Work-related violence involves incidents in which a person is abused, threatened or assaulted in circumstances relating to their work. This definition covers a broad range of actions and behaviours that can create a risk to the health and safety of employees. It includes behaviour often described as acting out, challenging behaviour and behaviours of concern. Work-related violence can cause physical and/or psychological injuries, and ometimes be fatal. Employees can be exposed to work-related violence from a range of sources, including clients, customers, patients, people in custody and members of the public. Work-related violence can happen in any industry but often occurs in the health, aged care, disability, youth services, education, law enforcement, retail, hospitality, security, cashhandling, finance and banking industries.
Examples of work-related violence include:
- biting, spitting, scratching, hitting, kicking
- pushing, shoving, tripping, grabbing
- throwing objects
- verbal threats
- threatening someone with a weapon, armed robbery
- sexual assault.
This guide will help employers understand their duties and provides advice about how to identify hazards and risks related to work-related violence, choose appropriate control measures and respond to incidents. The information will be useful for employees also.
Occupational health and safety (OHS) laws are designed to ensure the health and safety of employees and others at the workplace. This guide provides information on how employers can implement measures to eliminate or reduce work-related violence, so far as is reasonably practicable. It also provides information on how to respond to incidents, including what systems to put in place and how to investigate an incident. This information will help employers comply with their duties under the Victorian Occupational Health and Safety Act 2004 (the OHS Act). It can also be used by health and safety representatives (HSRs).
2.1 Employer duties
An employer must, so far as is reasonably practicable, provide and maintain a safe and healthy work environment for their employees (employees include independent contractors engaged by an employer and any employees of the independent contractor). This includes providing and maintaining systems of work that are, so far as reasonably practicable, safe and without risks to health and consulting with health and safety representatives (HSRs) and their employees about health and safety issues that may directly affect them. Consultation about work-related violence must occur when:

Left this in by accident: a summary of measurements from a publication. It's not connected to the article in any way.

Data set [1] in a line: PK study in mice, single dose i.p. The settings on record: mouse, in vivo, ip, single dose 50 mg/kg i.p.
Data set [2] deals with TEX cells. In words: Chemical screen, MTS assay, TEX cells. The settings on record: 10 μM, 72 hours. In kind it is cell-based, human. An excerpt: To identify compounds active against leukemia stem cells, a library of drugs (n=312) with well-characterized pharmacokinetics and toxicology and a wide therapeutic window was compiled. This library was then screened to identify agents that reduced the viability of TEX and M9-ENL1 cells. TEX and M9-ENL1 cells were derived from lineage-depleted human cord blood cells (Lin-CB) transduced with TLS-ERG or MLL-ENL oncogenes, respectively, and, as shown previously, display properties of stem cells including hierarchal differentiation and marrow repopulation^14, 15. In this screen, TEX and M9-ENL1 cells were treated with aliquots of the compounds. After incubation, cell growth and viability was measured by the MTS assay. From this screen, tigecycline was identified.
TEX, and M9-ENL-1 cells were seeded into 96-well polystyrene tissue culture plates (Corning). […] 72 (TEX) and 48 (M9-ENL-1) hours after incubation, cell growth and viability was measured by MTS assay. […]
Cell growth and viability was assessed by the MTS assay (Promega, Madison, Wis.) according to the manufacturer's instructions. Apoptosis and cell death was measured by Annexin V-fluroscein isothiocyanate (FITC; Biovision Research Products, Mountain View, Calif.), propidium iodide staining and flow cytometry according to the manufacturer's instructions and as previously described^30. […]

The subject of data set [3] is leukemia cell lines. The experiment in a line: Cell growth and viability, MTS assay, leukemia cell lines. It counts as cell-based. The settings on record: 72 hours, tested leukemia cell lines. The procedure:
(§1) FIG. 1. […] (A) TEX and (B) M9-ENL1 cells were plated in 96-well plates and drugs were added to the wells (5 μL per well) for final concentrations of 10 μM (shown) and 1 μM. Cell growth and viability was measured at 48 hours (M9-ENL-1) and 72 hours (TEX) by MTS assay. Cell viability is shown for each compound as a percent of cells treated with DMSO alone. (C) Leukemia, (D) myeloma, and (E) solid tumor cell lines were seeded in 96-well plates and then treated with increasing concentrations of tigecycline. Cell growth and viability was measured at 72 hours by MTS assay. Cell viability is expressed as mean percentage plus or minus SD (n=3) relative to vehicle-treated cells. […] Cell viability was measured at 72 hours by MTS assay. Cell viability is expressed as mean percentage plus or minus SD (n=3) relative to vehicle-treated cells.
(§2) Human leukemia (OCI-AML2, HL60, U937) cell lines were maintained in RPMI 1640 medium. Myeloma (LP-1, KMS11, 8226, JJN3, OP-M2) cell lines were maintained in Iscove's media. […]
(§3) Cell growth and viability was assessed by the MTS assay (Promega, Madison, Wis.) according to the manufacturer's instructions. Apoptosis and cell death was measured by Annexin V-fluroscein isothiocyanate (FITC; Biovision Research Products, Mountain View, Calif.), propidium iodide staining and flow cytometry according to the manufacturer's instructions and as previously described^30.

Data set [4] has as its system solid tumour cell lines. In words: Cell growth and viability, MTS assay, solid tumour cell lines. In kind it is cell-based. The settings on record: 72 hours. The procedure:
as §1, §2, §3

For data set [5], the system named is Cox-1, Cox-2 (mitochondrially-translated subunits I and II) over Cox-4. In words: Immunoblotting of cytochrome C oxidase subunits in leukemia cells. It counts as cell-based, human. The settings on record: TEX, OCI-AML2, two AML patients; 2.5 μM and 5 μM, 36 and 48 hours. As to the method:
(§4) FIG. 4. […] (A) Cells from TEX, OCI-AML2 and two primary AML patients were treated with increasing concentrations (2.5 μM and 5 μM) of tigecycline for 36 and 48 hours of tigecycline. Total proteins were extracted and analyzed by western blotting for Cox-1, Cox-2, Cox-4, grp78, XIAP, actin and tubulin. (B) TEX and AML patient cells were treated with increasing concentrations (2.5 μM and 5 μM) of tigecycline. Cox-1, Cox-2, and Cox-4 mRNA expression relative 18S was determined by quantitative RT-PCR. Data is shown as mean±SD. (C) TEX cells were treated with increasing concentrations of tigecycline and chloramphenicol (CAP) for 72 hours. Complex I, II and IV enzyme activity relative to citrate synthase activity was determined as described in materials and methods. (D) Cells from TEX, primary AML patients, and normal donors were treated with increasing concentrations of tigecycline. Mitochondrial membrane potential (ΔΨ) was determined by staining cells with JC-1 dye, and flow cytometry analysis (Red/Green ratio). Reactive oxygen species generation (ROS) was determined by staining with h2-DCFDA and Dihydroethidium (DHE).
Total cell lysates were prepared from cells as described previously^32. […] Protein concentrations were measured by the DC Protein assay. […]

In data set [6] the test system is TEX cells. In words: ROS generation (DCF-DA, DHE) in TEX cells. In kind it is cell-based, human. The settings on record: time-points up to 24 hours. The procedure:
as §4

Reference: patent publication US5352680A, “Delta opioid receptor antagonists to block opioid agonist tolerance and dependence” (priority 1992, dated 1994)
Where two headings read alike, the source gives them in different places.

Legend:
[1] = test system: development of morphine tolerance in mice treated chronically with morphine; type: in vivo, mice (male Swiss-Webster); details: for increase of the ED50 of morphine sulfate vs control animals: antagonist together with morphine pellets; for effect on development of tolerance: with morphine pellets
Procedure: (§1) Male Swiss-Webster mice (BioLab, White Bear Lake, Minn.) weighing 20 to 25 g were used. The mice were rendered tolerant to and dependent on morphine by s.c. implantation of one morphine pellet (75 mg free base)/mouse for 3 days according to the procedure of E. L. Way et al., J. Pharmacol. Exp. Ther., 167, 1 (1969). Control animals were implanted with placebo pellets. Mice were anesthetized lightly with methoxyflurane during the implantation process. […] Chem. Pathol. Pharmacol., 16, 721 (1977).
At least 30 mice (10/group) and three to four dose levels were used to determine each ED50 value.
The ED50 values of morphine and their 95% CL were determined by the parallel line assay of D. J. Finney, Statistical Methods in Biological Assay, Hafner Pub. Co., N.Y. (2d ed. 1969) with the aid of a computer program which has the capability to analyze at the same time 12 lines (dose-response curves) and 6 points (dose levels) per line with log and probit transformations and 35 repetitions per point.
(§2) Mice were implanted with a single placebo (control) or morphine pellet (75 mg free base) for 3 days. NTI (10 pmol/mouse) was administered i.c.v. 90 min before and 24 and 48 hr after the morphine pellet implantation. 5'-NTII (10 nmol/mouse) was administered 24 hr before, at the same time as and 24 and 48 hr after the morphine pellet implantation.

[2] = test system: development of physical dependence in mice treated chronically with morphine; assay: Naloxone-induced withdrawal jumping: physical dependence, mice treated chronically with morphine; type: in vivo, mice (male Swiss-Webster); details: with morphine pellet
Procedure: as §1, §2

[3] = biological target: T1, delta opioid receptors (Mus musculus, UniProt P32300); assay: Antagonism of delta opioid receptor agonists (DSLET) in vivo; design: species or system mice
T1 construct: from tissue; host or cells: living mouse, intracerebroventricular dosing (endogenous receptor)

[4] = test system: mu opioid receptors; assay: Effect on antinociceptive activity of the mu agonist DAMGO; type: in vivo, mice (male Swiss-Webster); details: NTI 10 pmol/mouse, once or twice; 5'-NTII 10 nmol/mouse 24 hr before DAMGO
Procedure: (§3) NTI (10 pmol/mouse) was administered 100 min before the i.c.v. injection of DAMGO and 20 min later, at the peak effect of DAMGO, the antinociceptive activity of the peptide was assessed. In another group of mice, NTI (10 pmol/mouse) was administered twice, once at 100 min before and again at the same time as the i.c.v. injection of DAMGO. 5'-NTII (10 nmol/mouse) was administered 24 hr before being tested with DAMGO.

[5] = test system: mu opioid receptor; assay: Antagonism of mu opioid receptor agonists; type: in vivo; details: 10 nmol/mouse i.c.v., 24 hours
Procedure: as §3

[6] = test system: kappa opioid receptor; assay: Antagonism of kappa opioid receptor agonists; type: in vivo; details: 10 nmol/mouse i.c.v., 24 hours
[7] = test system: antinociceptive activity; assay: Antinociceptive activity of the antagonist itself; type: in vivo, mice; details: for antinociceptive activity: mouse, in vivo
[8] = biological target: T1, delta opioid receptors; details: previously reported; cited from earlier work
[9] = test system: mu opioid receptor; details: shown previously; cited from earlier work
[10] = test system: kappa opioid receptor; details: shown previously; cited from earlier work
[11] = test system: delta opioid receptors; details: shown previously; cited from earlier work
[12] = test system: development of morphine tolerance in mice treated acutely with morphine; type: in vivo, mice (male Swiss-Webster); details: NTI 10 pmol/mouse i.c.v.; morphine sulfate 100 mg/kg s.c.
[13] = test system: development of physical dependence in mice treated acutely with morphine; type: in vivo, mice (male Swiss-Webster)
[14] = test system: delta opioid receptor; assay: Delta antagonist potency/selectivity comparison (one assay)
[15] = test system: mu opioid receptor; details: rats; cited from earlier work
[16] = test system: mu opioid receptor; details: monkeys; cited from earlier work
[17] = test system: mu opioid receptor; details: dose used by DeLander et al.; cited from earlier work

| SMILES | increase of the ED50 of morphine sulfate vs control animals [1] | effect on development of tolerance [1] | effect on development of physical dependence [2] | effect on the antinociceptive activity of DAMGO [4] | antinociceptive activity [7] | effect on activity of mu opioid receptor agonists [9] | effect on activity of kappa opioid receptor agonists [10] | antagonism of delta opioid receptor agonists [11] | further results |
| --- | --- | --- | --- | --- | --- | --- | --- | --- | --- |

- identifying or assessing hazards or risks in the workplace
- making decisions about measures to be taken to prevent
- and manage work-related violence risks
- making decisions about information and training on work related violence
- proposing changes that may affect the health and safety of employees.
Employers must also provide information, instruction, training or supervision to their employees to enable them to perform their work in a way that is safe and without risks to health.
2.2 Employee duties
Employees must take reasonable care of their own health and safety in the workplace, and the health and safety of others who may be affected by their actions (including omissions). Employees must also cooperate with their employer with respect to any action taken to comply with the OHS Act.
This partial guide forms part of our extensive Wellbeing section to which you receive free access as a member of the Wentworth Advantage Help Desk Service.
To access the full article visit A Guide for Employers Preventing and Responding to Work-Related Violence
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This document does not constitute human resource or legal advice and should not be relied upon as such. It is intended only to provide a summary and general overview on matters of interest and it is not intended to be comprehensive. You should contact the HR Help Desk or seek professional advice before acting or relying on any of the content. © Wentworth Advantage Pty Ltd 2017